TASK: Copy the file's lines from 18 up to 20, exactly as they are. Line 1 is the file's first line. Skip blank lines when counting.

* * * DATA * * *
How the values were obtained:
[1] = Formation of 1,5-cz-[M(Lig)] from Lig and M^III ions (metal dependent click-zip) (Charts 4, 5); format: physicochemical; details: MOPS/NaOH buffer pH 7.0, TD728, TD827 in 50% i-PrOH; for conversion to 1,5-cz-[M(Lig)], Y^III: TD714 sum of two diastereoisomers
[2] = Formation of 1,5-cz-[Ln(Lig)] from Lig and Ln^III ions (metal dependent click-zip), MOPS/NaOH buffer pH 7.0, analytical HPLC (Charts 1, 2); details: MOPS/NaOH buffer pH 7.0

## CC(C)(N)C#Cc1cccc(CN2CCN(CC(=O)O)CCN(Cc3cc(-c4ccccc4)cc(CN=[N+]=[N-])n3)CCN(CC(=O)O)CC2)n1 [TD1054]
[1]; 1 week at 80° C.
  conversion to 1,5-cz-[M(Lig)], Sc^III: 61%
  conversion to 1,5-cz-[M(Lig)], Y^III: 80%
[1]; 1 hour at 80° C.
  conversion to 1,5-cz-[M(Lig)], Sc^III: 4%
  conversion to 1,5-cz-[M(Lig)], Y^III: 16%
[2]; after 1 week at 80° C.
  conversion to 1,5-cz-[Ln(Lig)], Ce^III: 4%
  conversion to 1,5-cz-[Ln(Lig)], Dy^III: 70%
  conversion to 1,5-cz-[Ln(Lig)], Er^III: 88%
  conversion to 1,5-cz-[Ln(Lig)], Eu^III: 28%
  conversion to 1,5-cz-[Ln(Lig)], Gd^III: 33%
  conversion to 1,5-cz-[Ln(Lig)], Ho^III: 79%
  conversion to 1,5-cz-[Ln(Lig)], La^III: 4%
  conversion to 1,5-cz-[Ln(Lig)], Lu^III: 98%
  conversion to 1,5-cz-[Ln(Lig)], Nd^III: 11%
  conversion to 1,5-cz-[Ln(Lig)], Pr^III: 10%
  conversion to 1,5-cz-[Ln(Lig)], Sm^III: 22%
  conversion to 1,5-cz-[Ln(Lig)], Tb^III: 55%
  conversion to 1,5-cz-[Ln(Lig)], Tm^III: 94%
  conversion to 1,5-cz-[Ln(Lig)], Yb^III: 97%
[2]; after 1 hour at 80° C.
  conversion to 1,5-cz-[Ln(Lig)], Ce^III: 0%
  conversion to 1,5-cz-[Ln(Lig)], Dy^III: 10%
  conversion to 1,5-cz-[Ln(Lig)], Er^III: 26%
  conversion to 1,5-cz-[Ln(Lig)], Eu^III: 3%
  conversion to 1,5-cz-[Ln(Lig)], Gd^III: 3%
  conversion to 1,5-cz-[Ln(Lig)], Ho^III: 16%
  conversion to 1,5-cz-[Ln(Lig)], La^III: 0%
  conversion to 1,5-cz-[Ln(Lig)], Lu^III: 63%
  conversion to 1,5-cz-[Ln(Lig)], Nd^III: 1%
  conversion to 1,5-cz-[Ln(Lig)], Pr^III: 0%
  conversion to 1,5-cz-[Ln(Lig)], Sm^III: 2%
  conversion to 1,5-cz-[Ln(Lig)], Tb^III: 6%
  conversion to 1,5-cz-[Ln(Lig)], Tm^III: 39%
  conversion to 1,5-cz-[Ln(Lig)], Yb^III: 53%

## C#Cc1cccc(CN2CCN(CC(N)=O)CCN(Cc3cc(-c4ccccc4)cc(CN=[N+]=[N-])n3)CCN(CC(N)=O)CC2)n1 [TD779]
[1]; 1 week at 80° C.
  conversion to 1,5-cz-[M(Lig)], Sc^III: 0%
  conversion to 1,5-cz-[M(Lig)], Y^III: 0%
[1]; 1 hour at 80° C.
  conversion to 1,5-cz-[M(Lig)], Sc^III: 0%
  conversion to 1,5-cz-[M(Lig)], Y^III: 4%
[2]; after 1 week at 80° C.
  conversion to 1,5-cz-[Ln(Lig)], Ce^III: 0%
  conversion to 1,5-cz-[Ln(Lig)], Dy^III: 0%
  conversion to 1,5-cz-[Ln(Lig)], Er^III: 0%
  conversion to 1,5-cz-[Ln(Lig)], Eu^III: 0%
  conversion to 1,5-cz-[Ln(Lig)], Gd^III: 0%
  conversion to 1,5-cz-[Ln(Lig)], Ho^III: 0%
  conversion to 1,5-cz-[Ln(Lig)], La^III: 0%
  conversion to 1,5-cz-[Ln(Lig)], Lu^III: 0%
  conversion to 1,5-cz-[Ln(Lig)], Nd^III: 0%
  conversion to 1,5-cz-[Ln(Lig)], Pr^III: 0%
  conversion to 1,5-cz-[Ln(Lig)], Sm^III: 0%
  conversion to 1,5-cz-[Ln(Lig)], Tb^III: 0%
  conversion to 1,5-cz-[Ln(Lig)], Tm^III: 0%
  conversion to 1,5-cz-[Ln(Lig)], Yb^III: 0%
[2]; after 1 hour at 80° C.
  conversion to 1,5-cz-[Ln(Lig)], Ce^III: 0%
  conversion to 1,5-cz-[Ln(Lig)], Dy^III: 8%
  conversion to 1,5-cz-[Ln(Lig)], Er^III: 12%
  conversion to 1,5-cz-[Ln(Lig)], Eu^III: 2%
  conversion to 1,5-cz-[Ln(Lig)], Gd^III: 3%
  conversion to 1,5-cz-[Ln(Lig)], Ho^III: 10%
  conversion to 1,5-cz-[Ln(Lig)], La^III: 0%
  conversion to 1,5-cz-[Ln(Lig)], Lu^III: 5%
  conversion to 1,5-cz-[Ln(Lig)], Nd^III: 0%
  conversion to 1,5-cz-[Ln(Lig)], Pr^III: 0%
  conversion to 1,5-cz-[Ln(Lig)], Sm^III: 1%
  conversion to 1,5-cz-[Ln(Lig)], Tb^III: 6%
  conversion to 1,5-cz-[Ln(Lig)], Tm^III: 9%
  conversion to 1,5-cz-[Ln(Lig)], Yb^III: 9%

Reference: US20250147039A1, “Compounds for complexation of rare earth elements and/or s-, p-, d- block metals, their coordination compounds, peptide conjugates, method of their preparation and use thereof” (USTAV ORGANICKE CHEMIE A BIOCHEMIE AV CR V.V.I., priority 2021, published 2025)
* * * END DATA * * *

  conversion to 1,5-cz-[Ln(Lig)], La^III: 4%
  conversion to 1,5-cz-[Ln(Lig)], Lu^III: 98%
  conversion to 1,5-cz-[Ln(Lig)], Nd^III: 11%